Friday, June 27, 2008

Ideas of Futures (Passed)

I'd like to take a brief interlude from my recent articles on innovation, and indulge in something a bit more personal.

As much as I enjoy connecting with the challenges of defining the future, I really appreciate looking at futures past, or more aptly, those that were passed over. I especially am drawn to creative expressions of what technologies and society might have looked like, but never saw the light of day except as some tangential form of entertainment.

A blog I discovered about a year ago truly fascinates me. It's called Paleo Future, and it is perhaps one of the most unique collections of past (and passed) visions of the future that I've seen. A recent article particularly caught my eye, and included a slide show that was being developed for a girl geek dinner. There is another slide show in the article itself, but the one that caught my eye the most is shown below.

It takes so many ideas from creative people and processes to acheive the breakthroughs that future generations enjoy as everyday amentities. We tend to forget ideas that didn't quite make it (and rapidly lose touch with the fact that they were once created).

Recently, one of my favorite forgotten ideas surfaced over at Damn Interesting. One of Ford's answers to the '57 Chevy was a design concept that was never prototyped - the 1957 Ford Nucleon. An elite team of Ford's engineers were asked to look far into the future, and dreamed of a world without fossil fuels or harmful vapors. The Ford Nucleon would have used a steam turbine to drive both torque propulsion and electric generators that would satisfy all of the automoting customer's needs. This wonderous vision of the future was powered by a pint-sized nuclear reactor in the trunk. It gave a different meaning to "green" transportation.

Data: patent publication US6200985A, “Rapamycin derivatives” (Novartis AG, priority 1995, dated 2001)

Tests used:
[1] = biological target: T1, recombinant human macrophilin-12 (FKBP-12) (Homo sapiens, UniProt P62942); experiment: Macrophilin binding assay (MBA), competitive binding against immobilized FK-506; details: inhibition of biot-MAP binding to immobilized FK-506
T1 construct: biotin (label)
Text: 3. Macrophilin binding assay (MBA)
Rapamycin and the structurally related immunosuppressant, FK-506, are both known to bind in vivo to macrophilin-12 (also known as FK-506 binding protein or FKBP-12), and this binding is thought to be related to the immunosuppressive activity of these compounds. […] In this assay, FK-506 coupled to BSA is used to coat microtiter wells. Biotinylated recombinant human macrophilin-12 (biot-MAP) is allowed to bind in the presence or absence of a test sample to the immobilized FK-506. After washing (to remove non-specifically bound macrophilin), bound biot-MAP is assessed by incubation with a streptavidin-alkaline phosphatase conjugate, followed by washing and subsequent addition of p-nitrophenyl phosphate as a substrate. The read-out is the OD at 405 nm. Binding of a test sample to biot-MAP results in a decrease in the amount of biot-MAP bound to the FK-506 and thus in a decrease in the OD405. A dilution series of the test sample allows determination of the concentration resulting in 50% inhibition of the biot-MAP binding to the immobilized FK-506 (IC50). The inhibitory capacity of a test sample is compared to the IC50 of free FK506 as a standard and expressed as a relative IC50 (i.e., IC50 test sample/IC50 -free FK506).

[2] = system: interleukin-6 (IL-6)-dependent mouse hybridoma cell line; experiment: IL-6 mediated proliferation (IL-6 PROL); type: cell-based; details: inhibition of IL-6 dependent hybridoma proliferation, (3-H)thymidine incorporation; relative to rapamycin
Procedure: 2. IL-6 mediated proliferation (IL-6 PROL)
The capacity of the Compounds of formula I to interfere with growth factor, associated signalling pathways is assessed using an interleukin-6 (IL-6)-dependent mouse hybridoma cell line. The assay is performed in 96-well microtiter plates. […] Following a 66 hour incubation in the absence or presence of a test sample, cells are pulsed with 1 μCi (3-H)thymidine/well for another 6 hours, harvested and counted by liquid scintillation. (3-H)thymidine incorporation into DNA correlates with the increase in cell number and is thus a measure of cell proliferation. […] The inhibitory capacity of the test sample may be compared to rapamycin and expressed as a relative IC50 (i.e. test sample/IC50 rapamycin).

The future is built on creativity and the freedom to fail, as well as succeed. Governments, academic institutions and industry giants have recognized and succeeded on this principle of human nature. As important as it is to be reminded of examples of where our creativity will take us (such as the Futurama exhibit at the 1939 World's Fair), visions of past inventive creativity (successful and otherwise) should not be far removed from anyone's innovation toolkit.


Eric Orchard said...

What an amazing blog! Great insight and you really draw together science and creativity. It really got me inspired. I'm in the midst of doing a comic book for young people about science and it's context in culture and history called the Robot Museum. I'll be publishing pages intermittently on my blog over the summer. I'd love to have your thoughts. I'll certainly be back to explore your ideas more.

Jim Belfiore said...

Thanks, Eric! I really appreciate and am humbled by your comments. I've been lost in your web site and one of your blogs for over an hour. Your work is simply breath-taking and haunting.

I would be happy to offer what feedback I can on your Robot Museum book. (You might also find my wife's artwork to be a similar source of inspiration, as it is to me.)

Thanks again!

Eric Orchard said...

Thank you so much! Johnna's work is astounding. I love how she suggests a rich narrative, a whole other world through her sculpture. Amazing stuff!